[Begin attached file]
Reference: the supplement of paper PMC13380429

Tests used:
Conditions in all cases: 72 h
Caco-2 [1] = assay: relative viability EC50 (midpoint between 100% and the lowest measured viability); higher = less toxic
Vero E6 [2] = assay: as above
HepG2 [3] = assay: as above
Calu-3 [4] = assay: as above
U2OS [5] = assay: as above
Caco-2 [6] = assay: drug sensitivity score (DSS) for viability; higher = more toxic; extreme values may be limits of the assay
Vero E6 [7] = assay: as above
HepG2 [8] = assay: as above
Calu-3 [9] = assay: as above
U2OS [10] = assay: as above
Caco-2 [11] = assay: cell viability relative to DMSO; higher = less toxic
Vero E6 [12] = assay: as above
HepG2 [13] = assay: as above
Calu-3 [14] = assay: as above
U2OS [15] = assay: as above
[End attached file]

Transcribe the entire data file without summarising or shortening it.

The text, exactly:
Reference: the supplement of paper PMC13380429

Tests used:
Conditions in all cases: 72 h
Caco-2 [1] = assay: relative viability EC50 (midpoint between 100% and the lowest measured viability); higher = less toxic
Vero E6 [2] = assay: as above
HepG2 [3] = assay: as above
Calu-3 [4] = assay: as above
U2OS [5] = assay: as above
Caco-2 [6] = assay: drug sensitivity score (DSS) for viability; higher = more toxic; extreme values may be limits of the assay
Vero E6 [7] = assay: as above
HepG2 [8] = assay: as above
Calu-3 [9] = assay: as above
U2OS [10] = assay: as above
Caco-2 [11] = assay: cell viability relative to DMSO; higher = less toxic
Vero E6 [12] = assay: as above
HepG2 [13] = assay: as above
Calu-3 [14] = assay: as above
U2OS [15] = assay: as above